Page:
Saturday, November 25, 2006

Rethinking Black Friday

On the biggest shopping day of the year, my husband and I bought only two bagels and two coffees. It was a trip down to the local bagel shop and back. They know us there. We’re regulars. And that was it. No traffic, no stress, just a nice chewy bagel baked perfectly and smothered with gooey cream cheese. Let me tell you. It felt great to be home, to be together, the idea of shopping, the furthest thing from our minds. We are very lucky to have everything we need. And the things we want, no one can buy us – good health, world peace, and more time with each other, our family and friends. Time – the most important gift of all -- and yet we spend so much of our time working to pay for all the stuff we accumulate: stuff we don’t need that begins to clutter up our home and add stress to our lives as we try to find better ways to organize it all.

A few years ago my sister decided to simplify her life and told us all to stop buying her stuff. She introduced a game at Christmas called “Recycled Santa.” At first, we couldn’t understand why she or anyone would want used things for Christmas, but little by little over the years, her decision has helped us think about the things we buy, who made them, and the effect each purchase has on the planet. It took some real impulse control to stop going crazy at all the holiday sales and “Recycled Santa” took a little getting used to, but now our holidays are more focused on being together and listening to each other’s hearts.

Of course, there is always something wonderful about giving that perfect gift to the person you love, and there is nothing wrong with buying someone a gift, but it is also important not to feel pressured by the media advertising to spend needlessly. It takes the average American three months to pay off their credit card debt after the holidays. We are not helping our families by taking on debt. Our spending habits can promote a better world, support injustice, or contribute to global warming, so it is important to think about where our money goes. Nothing can make a bigger statement than how we spend or don’t spend our money!

Some considerations for this holiday season….

1. Really listen to what our loved ones want and need. When someone’s heart has been heard, the price of the gift is irrelevant.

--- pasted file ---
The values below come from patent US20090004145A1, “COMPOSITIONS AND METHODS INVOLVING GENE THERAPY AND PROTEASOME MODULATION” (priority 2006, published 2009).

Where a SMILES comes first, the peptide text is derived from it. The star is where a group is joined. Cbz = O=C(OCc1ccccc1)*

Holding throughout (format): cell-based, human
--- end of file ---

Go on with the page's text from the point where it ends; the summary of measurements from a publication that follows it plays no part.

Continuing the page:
2. Buy local if possible. Buying local keeps the money in the community, helps local retailers in business, and reduces fuel use.
3. Buy products that support your values. If it’s important to you that workers get healthcare or have the right to organize, you may not want to shop at Wal-mart.
4. Consider donating to a charity as a gift.
5. Museums, PBS, and NPR have great gift shops and purchases help support those institutions.

Sometimes we want to shop our values, but it can be challenging! Below are some links that might make it easier. will help you find products made by union workers. is a great independent bookstore that employees union workers. A great alternative to
Justice Clothing sells clothing made by union workers in U.S.A. and Canada.
The Certified Jean Company sells jeans made with organic cotton and by workers who earn a living wage.
Through Oxfam, you can buy a family in the developing world an animal that will help them be self-sufficient.
Dean's Beans sells fair trade coffee and you can design your own blend with your own label for the holidays.
Baby clothes made with organic cotton and adorned with inspirational sayings can be found at
Christmas Wreaths and Maine Crafts can be purchased at to help lower income people in Maine.
Hams, cheeses, organic foods, and Appalachian handicrafts can be purchased at to support the rural community. provides a list of green businesses. has a list of well known retailers that will donate to environmental causes if you purchase from them through this site.
Fair trade imported goods such as handicrafts, jewelry, linens, toys, musical instruments can be found at and and also has wonderful gift baskets.
Divine chocolate is fair trade, delicious and makes a nice hostess gift. sells beautiful organic flowers and gift baskets.
Equal Exchange sells fair trade coffee, tea, and chocolate. sells great dvds and videos and the purchases support public broadcasting.
National Public Radio’s online-shop also sells interesting music, CDs, and other gifts. These purchases also support their programming.
The on-line store for the Metropolitan Museum of Art sells jewelry, scarfs, books, and more. Expensive, but beautiful.
Buying for Equality Guide helps you support businesses that support equal rights for gay people.

Wishing you a wonderful holiday season! Enjoy the preparations!

1 comment:

Anonymous said...

I love the "Recycled Santa" idea. Oddly enough some of my favorite clothes are those that were handed down to me from friends or even purchased at the Salvation Army. "Used" things can be appealing in their "worn in" look or in the mystery of their existence before you were in the picture.